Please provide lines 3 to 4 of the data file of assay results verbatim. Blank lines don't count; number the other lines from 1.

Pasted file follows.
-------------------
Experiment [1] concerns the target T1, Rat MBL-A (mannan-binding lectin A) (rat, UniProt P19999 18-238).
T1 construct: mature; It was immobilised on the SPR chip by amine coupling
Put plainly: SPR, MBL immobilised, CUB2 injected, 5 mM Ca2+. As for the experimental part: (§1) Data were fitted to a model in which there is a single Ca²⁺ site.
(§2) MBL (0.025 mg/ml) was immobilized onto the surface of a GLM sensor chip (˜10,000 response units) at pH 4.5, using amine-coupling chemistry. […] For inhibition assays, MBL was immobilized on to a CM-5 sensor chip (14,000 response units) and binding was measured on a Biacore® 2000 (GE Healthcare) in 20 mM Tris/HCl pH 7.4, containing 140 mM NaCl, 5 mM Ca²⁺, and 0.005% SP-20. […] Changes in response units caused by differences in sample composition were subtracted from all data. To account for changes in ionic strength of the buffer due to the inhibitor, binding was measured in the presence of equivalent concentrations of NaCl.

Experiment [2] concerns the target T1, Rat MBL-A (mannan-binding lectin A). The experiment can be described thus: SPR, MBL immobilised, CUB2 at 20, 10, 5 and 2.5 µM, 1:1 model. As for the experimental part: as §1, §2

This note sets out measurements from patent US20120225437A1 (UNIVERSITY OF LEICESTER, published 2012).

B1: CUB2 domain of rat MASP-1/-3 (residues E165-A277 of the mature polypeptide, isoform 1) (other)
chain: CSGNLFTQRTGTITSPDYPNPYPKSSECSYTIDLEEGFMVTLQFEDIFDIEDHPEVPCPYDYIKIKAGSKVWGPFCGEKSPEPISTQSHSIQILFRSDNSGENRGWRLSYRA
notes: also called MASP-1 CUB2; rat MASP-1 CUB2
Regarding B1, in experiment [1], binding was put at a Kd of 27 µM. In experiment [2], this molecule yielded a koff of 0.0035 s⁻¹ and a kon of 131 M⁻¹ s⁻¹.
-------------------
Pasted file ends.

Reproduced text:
Put plainly: SPR, MBL immobilised, CUB2 injected, 5 mM Ca2+. As for the experimental part: (§1) Data were fitted to a model in which there is a single Ca²⁺ site.
(§2) MBL (0.025 mg/ml) was immobilized onto the surface of a GLM sensor chip (˜10,000 response units) at pH 4.5, using amine-coupling chemistry. […] For inhibition assays, MBL was immobilized on to a CM-5 sensor chip (14,000 response units) and binding was measured on a Biacore® 2000 (GE Healthcare) in 20 mM Tris/HCl pH 7.4, containing 140 mM NaCl, 5 mM Ca²⁺, and 0.005% SP-20. […] Changes in response units caused by differences in sample composition were subtracted from all data. To account for changes in ionic strength of the buffer due to the inhibitor, binding was measured in the presence of equivalent concentrations of NaCl.